No. 277. Thursday, January 17, 1712. Budgell.

--fas est et ab hoste doceri.

I presume I need not inform the Polite Part of my Readers, that before our Correspondence with France was unhappily interrupted by the War, our Ladies had all their Fashions from thence; which the Milliners took care to furnish them with by means of a Jointed Baby, that came regularly over, once a Month, habited after the manner of the most Eminent Toasts in Paris.

I am credibly informed, that even in the hottest time of the War, the Sex made several Efforts, and raised large Contributions towards the Importation of this Wooden Madamoiselle.

Whether the Vessel they set out was lost or taken, or whether its Cargo was seized on by the Officers of the Custom-house, as a piece of Contraband Goods, I have not yet been able to learn; it is, however, certain their first Attempts were without Success, to the no small Disappointment of our whole Female World; but as their Constancy and Application, in a matter of so great Importance, can never be sufficiently commended, I am glad to find that in Spight of all Opposition, they have at length carried their Point, of which I received Advice by the two following Letters.

Mr. SPECTATOR, I am so great a Lover of whatever is French, that I lately discarded an humble Admirer, because he neither spoke that Tongue, nor drank Claret. I have long bewailed, in secret, the Calamities of my Sex during the War, in all which time we have laboured under the insupportable Inventions of English Tire-Women, who, tho they sometimes copy indifferently well, can never compose with that Goút they do in France.

I was almost in Despair of ever more seeing a Model from that dear Country, when last Sunday I over-heard a Lady, in the next Pew to me, whisper another, that at the Seven Stars in King-street Covent-garden, there was a Madamoiselle compleatly dressed just come from Paris.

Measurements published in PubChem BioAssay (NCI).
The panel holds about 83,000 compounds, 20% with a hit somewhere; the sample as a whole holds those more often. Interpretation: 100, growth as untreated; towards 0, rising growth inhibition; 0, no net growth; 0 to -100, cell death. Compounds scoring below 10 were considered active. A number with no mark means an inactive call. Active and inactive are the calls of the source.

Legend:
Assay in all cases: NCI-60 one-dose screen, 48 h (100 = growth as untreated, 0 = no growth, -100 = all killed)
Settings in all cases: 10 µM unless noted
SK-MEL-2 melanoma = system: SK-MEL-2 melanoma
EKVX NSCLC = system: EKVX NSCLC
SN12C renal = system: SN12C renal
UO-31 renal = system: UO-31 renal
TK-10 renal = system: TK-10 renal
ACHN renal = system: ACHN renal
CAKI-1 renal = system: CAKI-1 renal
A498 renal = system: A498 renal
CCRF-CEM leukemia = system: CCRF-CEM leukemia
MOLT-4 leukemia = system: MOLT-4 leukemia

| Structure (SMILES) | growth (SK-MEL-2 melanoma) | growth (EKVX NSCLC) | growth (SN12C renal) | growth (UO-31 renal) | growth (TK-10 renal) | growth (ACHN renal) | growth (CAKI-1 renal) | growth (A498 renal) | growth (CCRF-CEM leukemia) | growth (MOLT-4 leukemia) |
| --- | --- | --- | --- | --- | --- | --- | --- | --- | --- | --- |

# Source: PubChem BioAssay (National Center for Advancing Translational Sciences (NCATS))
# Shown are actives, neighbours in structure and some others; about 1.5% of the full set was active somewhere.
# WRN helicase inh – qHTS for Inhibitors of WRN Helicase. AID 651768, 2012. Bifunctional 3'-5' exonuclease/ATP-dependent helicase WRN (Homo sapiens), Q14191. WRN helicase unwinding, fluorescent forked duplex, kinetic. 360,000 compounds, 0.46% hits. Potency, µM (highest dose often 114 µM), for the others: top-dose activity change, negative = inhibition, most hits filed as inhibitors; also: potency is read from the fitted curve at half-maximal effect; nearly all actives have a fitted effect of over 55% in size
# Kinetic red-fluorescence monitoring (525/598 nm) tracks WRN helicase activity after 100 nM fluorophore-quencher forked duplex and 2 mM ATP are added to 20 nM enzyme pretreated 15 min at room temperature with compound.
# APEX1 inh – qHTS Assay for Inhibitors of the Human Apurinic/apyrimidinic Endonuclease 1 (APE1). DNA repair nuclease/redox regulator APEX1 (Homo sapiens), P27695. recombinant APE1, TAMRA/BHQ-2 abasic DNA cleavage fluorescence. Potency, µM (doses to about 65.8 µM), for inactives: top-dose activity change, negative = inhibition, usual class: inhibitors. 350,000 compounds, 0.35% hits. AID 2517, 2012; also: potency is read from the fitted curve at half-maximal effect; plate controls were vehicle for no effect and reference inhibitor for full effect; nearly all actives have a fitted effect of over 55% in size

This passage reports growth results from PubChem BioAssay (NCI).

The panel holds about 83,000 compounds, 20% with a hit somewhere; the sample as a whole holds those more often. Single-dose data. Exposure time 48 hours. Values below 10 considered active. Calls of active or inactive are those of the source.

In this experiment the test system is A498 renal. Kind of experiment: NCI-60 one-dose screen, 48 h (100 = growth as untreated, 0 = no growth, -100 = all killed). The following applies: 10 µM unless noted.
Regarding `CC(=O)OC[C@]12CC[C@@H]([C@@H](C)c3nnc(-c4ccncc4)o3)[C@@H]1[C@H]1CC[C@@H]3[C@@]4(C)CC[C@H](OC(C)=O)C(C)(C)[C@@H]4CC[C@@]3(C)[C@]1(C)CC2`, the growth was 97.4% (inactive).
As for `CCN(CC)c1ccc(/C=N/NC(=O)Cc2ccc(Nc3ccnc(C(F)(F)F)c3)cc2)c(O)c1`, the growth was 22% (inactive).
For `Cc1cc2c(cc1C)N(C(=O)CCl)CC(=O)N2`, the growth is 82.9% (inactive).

I was in the utmost Impatience during the remaining part of the Service, and as soon as ever it was over, having learnt the Millener's Addresse, I went directly to her House in King-street, but was told that the French Lady was at a Person of Quality's in Pall-mall, and would not be back again till very late that Night. I was therefore obliged to renew my Visit very early this Morning, and had then a full View of the dear Moppet from Head to Foot.

You cannot imagine, worthy Sir, how ridiculously I find we have all been trussed up during the War, and how infinitely the French Dress excels ours.

The Mantua has no Leads in the Sleeves, and I hope we are not lighter than the French Ladies, so as to want that kind of Ballast; the Petticoat has no Whale-bone; but fits with an Air altogether galant and degagé: the Coiffeure is inexpressibly pretty, and in short, the whole Dress has a thousand Beauties in it, which I would not have as yet made too publick.

I thought fit, however, to give this Notice, that you may not be surprized at my appearing à la mode de Paris on the next Birth-Night. I am, SIR, Your humble Servant, Teraminta.

Within an Hour after I had read this Letter, I received another from the Owner of the Puppet.